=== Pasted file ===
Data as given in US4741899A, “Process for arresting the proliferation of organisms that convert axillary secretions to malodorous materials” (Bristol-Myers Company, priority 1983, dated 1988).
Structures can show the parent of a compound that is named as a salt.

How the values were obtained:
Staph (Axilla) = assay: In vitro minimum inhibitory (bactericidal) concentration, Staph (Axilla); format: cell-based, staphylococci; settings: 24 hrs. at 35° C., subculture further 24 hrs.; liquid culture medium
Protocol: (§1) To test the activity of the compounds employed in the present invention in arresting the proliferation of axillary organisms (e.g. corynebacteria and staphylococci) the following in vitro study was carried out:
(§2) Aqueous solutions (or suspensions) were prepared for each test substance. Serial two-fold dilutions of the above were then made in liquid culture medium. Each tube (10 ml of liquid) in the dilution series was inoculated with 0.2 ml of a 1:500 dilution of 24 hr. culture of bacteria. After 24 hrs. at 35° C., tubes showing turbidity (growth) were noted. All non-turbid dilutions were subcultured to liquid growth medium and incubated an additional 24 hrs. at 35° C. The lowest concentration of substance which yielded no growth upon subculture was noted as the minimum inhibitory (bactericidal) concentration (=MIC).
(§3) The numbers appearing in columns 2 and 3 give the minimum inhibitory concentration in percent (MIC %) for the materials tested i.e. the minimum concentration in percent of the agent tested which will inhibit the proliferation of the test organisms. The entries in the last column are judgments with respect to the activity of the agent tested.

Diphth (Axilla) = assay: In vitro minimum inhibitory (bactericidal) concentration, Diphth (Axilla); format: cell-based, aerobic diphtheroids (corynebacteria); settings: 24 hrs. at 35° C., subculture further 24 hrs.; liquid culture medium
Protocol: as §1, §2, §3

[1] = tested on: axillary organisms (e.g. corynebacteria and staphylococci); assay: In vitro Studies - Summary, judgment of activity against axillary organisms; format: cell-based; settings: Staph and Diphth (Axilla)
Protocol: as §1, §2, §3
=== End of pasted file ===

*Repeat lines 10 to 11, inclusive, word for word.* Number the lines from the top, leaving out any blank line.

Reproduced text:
[1] = tested on: axillary organisms (e.g. corynebacteria and staphylococci); assay: In vitro Studies - Summary, judgment of activity against axillary organisms; format: cell-based; settings: Staph and Diphth (Axilla)
Protocol: as §1, §2, §3